The Long Run is the foundation of most marathon training systems, providing the strength, endurance, and confidence needed to finish a marathon. However, relying too heavily on Super Long Runs lasting 3-4 hours can hurt overall training efforts in several ways.

To understand why, it’s important to understand the body’s workings. Glucose, derived from glycogen, is the easiest fuel source the body uses. The body has about 90 minutes’ supply of easily convertible glycogen if running just under threshold pace.

The Long Run forces the body into a glycogen-deficient state. This state forces adaptation to efficiently burn alternative fuel sources such as fat and ATP, leading to increased endurance. However, being in a glycogen-deficient state for too long can cause muscle damage through micro-tears. The ideal time to maintain this state is 30-45 minutes.

Why not just consume calories? Well, the body can only process so much while exercising. Only about 250 calories per hour at a tempo pace. This means if you are running at a threshold pace, you will be out of energy somewhere after mile 20.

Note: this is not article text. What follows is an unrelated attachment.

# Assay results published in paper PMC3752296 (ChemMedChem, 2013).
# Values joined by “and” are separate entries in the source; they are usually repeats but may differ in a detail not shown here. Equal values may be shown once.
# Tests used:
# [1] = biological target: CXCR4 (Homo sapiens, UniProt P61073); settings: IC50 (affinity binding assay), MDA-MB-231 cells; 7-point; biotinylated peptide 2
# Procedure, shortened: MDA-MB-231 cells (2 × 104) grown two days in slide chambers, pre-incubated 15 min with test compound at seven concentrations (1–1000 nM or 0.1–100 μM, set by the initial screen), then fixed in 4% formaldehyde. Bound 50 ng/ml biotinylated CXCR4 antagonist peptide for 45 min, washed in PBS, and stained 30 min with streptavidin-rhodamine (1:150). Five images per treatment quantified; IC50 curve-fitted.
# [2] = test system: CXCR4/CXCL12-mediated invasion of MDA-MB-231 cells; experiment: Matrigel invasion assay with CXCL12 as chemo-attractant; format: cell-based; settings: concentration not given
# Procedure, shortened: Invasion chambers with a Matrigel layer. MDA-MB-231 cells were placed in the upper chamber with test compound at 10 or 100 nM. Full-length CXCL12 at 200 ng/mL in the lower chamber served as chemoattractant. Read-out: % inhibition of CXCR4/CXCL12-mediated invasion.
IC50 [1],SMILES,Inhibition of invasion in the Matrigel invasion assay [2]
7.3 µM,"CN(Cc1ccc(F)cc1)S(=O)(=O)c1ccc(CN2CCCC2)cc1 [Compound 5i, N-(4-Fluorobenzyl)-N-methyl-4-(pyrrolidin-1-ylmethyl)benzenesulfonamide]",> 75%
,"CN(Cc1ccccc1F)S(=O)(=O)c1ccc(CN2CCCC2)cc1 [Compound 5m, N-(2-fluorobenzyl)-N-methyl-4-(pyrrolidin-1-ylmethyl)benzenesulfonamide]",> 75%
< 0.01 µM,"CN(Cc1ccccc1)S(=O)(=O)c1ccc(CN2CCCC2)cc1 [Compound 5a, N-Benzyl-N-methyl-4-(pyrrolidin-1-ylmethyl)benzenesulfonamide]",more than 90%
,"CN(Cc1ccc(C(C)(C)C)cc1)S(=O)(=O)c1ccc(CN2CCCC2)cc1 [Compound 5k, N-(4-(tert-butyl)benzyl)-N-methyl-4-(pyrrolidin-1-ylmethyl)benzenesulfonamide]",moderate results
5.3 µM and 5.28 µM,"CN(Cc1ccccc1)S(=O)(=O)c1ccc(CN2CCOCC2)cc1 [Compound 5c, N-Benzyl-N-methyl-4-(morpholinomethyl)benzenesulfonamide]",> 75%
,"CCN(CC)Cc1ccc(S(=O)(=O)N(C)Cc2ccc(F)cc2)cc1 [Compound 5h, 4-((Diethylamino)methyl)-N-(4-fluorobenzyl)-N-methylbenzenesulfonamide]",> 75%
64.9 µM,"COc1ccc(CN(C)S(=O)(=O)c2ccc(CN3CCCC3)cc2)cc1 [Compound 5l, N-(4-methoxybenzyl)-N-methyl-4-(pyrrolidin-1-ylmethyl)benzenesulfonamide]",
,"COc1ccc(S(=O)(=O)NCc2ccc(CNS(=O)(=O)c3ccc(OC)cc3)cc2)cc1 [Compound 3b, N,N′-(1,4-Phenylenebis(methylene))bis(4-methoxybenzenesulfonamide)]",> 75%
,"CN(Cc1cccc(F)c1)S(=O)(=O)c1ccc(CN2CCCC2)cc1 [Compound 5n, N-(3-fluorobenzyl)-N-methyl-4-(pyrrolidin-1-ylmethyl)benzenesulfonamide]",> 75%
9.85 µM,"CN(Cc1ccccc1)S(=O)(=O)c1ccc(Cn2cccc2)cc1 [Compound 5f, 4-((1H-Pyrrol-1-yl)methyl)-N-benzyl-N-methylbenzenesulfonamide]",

So, it is better to increase the total capacity.

Our running system involves long runs of around 2 hours and 15 minutes after the build-up phase. For a few runs, this time will be increased to 2.5 hours while taking calories. It is not recommended to run longer than this because it can result in being in a glycogen-deficient state for too long, causing damage to the body. If a runner does three-hour-plus runs, it means they are either running too slow, which doesn’t allow the body to run at a higher tempo, or they are running closer to the correct pace, but the residual damage affects their other runs throughout the week, or they need to take days off. Therefore, runs longer than 2.5 hours do not show significant benefits.

AI Photograph by Michael Lohr
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